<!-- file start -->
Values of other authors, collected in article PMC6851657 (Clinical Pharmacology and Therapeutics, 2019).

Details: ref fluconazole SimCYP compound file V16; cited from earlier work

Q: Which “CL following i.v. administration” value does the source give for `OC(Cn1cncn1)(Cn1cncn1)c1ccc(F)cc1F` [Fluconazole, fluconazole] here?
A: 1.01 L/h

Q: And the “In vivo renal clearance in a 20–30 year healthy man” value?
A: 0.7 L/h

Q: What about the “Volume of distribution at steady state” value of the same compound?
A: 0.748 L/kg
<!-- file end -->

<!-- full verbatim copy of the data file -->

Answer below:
Values of other authors, collected in article PMC6851657 (Clinical Pharmacology and Therapeutics, 2019).

Details: ref fluconazole SimCYP compound file V16; cited from earlier work

Q: Which “CL following i.v. administration” value does the source give for `OC(Cn1cncn1)(Cn1cncn1)c1ccc(F)cc1F` [Fluconazole, fluconazole] here?
A: 1.01 L/h

Q: And the “In vivo renal clearance in a 20–30 year healthy man” value?
A: 0.7 L/h

Q: What about the “Volume of distribution at steady state” value of the same compound?
A: 0.748 L/kg